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Flashcards in DNA Techniques Deck (31)
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1
Q

What is DNA hybridisation? Give some examples of variant hybridisation techniques.

A

Where you denature DNA either with heat or alkaline, which breaks the H+ bonds between two strands giving 2 x single strand DNA, then add a radiolabelled probe in before cooling and reannealing. Probe is complementary to a single-strand of the DNA so will attach and this can be seen photographically. Southern blot, northern blot, western IS NOT.

2
Q

What 4 tests can southern blotting combine? What is it used for? Give disease examples

A

PCR to amplify a single or few copies of a piece of DNA (or clone/genomic DNA(from chromosomes rather than plasmids)), followed by Restriction enzyme digestion of DNA followed by DNA gel electrophoresis then DNA hybridisation - detect using X-Ray film. It is used to see a fragment of DNA of interest, could be a gene or stretch of DNA. E.g.

  • Gene structure - large deletions of duplications
  • Gene expansions triplet repeats e.g. Huntington’s
  • Allele specific e.g. Sickle cell disease
  • DNA variation e.g. DNA fingerprinting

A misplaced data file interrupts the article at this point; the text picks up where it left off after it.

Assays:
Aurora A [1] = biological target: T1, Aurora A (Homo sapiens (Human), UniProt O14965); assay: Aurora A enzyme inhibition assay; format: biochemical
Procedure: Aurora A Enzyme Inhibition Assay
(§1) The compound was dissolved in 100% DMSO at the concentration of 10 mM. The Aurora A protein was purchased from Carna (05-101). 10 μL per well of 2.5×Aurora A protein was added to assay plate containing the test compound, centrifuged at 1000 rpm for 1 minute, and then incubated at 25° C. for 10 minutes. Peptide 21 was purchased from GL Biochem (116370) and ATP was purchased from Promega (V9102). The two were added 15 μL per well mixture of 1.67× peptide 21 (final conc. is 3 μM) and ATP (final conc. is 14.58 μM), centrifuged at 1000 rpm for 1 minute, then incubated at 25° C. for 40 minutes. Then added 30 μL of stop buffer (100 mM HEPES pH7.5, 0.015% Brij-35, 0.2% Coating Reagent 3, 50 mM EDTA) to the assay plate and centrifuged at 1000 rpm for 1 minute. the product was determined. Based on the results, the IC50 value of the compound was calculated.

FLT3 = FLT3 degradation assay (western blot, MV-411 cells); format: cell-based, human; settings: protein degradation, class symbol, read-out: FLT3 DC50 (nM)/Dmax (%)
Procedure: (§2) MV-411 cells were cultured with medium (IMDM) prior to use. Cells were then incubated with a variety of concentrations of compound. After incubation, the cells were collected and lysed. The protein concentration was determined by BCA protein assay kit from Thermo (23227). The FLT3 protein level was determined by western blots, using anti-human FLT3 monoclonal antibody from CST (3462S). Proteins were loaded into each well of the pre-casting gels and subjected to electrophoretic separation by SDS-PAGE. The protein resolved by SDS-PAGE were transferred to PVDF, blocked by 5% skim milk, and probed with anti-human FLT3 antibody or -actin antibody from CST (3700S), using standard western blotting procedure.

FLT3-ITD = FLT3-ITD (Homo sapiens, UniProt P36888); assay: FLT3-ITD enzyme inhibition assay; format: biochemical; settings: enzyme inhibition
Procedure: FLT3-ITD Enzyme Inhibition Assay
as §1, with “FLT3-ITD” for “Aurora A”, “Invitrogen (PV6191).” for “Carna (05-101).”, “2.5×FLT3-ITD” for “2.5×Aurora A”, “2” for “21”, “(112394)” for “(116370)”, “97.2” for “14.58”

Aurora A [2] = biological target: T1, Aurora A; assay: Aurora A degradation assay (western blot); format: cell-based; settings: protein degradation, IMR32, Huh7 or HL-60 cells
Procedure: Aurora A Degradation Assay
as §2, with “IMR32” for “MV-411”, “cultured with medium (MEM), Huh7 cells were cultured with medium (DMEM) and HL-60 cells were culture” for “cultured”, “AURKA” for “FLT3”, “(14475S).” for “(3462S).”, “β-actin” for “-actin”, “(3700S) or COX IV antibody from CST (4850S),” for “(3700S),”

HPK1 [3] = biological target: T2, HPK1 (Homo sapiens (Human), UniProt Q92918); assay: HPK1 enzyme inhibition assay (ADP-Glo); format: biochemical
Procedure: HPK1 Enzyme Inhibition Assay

3
Q

Which two tests does northern blotting combine? What is it used to see?

A

RNA gel electrophoresis then hybridisation either with a DNA or RNA probe to see whether a gene is being over or under expressed e.g. An oncogene being over expressed may have lots of mRNA when compared to a normal control.

4
Q

Why use a radiolabelled probe in Southern blot?

A

Allows you see small fragments of DNA that may not be visible by just staining DNA in a gel.

5
Q

DNA probes in blotting - do they have 100% similarity to target DNA/RNA? Do they affect the position of the target sequence on the gel in electrophoresis?

A

No but it can still bind to the target- they don’t have to completely align as can still see the DNA fragment, there can be some overlap. Probes will not have an effect on the position the target sequence takes in the gel.

6
Q

What is DNA sequencing and what can it be used to see? Give a disease example

A

Using dNTPs for ATGC and ddNTPs (which stop replication) along with a primer to initiate DNA replication, can then either use gel to separate the nucleotides on the basis of size to then read off the sequence (Sanger Chain) or nowadays use laser - Can see specific nucleotide sequences e.g. CAG repeats in Huntingtons

7
Q

What is restriction enzyme digestion and when would it be used?

A

Enzymes that cut DNA at specific nucleotides into smaller fragments to then be selectively amplified by PCR before running tests e.g. DNA sequencing, electrophoresis. Can also digest before cloning a gene of interest

8
Q

What is PCR and what is it used for? How much is DNA amplified per cycle?

A

PCR is used to amplify a focused segment of DNA so there is enough DNA for diagnostic tests to be used - usually 0.1 to 10Kbp (1Kbp is 1000 base pairs). DNA template in + 2 x DNA primers (bind to 3’ ends of the send and antisense strand as Taq polymerase reads 3’-5’ for the complementary DNA to be synthesised 5’-3’). Temperature cycles of denature, anneal and polymerise - heat to 95, cool to 55, heat to 75 for Taq to work. DNA is doubled every cycle.

9
Q

What is a DNA primer vs a DNA probe?

A